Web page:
13 APRIL 1889, Page 14



[To THE EDITOR OP THE " SPECTATOR."] Sin..—If I may judge from the correspondence on the subject, many thoughtful members of the Church of England have shared in the " surprise" which you express that the Dean of Windsor—whose tone has been usually " in eoclesiastical matters, that of the practical politician "—should have thought it right, in the midst of the anxious trial now pending at Lambeth, to write an elaborate letter to the Times, the result of which you justly describe as "holding up to general repre- hension " one of the parties affected by it, including the Bishop of Lincoln himself. The letter is not, indeed, a very consistent one, for while in one part it speaks of the earnestness, zeal, and self-devotion of the " advanced school of High Churchmen," it represents their " strifes," and the " mere technical points at issue," about which " sober citizens " care little, as the chief obstacles " to the promotion of the social, moral, and religious progress of the people of England." It has had, however, one excellent result : in calling forth the powerful reply of Lord Carnarvon, in which, while referring very briefly to the obiter dicta of the Dean against the High Church party, he exposes completely "the phantom of a new Spiritual Court," as fitted " rather for Utopia than for modern England," and " only leading us away from the real and vital point at issue,"—" the vital question, how we can bar the way to religious persecution, and maintain that comprehension which is essential to the very existence of the Church of England."

Leaving, then, aside the question of a final Court of Appeal, as sufficiently disposed of by your own remarks and those of Lord Carnarvon, I should be glad if you would allow me to ask what would be the result of the course to which the attack of the Dean of Windsor seems to be intended to drive the Ritualists, by urging their inability to submit to Courts which no one even professes to think satisfactory. The Dean, as I have just said, speaks of the "advanced High Church party" in the Church as simply thwarting the efforts of what he describes as the "great central body, both lay and clerical, of the Church, for moral, social, and religious improvement ;" and he identifies this " disaffected " body with the names of Lord Halifax, Canon Liddon, and others, to whom we must add that of the Bishop of Lincoln. Now, is this really just ? Has this happy via media, " the great central body," what- ever it may be, in whose name the Dean of Windsor proposes to speak as if it were " the Church of England," really been the moving body of the Church during the last twenty or thirty years, so that it can safely discard from its ranks the humbler but more active bodies of which he speaks so slightingly ? He will find near him a very powerful institution, the Sister- hood of Clewer, represented by Mr. Carter, who has just addressed to him a gentle but very striking remonstrance on his own letter. He will find similar bodies at Kilburn, and elsewhere ; in fact, the Sisterhoods of the Church of England, perhaps the most remarkable growth of the last thirty years, now constitute a very large body of ladies devoted to every kind of work, and in every part of the world; and it is certainly not too much to say that to the great majority of these bodies the practices which the Dean speaks of so contemptuously, are valued as means of a high religious life and worship. And this is but one point. Let the Dean enter several of the leading churches of the most educated classes in London, and 'he will find the same practices in full vigour : the emblem of the Lord on the Cross in one, altars decorated, and the Holy Communion celebrated in the manner which he thinks so objectionable in another. He will find, again, a vigorous Church Society, the English Church Union, devoted to the objects which " the great central body, lay and clerical," holds so cheap, numbering upwards of twenty-five thousand zealous members, " lay and clerical." And it is not, I submit, a question whether the practices of such bodies are, in the opinion of the Dean of Windsor, trivial or not. No doubt he thinks them so. But they are held, and held firmly, even upon his own showing,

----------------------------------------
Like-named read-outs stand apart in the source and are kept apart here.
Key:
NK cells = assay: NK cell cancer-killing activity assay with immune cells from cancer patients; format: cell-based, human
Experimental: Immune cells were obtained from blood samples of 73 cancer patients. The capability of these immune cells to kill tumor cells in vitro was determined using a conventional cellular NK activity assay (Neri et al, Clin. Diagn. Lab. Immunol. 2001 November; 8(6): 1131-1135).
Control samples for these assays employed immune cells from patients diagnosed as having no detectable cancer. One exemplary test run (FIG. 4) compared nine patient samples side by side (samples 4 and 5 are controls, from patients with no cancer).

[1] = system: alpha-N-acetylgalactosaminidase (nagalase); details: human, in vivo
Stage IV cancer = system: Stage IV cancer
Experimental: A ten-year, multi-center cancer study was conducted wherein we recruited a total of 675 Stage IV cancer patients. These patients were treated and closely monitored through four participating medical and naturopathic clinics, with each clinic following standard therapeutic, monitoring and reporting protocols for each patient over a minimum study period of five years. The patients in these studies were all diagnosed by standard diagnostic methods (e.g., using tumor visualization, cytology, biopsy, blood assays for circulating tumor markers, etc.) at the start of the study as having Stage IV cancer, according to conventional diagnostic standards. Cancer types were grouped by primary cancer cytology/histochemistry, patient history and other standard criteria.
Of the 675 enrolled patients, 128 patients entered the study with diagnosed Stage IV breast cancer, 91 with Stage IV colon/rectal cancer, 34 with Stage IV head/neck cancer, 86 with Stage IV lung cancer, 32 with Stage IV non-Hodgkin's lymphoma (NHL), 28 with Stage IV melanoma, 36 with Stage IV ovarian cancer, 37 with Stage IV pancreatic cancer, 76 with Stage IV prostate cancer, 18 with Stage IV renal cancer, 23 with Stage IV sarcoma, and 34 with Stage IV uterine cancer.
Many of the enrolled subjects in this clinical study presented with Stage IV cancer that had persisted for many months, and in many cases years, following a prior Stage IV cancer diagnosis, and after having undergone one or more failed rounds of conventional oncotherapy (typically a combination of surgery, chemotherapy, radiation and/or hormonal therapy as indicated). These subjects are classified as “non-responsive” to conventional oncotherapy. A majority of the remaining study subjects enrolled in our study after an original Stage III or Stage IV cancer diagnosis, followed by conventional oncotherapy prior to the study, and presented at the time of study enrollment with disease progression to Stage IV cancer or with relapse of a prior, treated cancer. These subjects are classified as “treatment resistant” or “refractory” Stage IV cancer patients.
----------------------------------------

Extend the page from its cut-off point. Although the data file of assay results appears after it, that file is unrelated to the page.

by men and women of devotion, of high cultivation, and " even of occasional learning." With them, " ritual," in its true sense, means "holy worship." And I can assure him

that he is quite mistaken in his statement that "the strife, such as it is, turns less, after all, upon ritual than on authority," —at all events, on the kind of authority which he seems to desire.

Leaving, then, the question of a perfectly authoritative " Final Court " for the present in the Utopia where Lord Car- narvon has placed it, I would simply ask whether it is wise to " drive into a corner " men and women of the character I have described,—even though the "great central body" may

despise them as enthusiasts,—and to tell them that they have no locus Biondi within our borders. If I read history rightly, the want of such enthusiasm has hitherto been the great want of the Church of England. To expel it now would be, to say --

the least, to court Disestablishment with a vengeance. The whole idea of our Church has been, from the Reformation on- wards, that of a body framed upon the toleration of distinct lines of religious thought and action. And to tell the world that the one line which for the last fifty years has been so energetic as almost to give a new character to the Church, shall have no place among us, would be an act of suicide which I cannot believe that any rulers of ordinary discretion will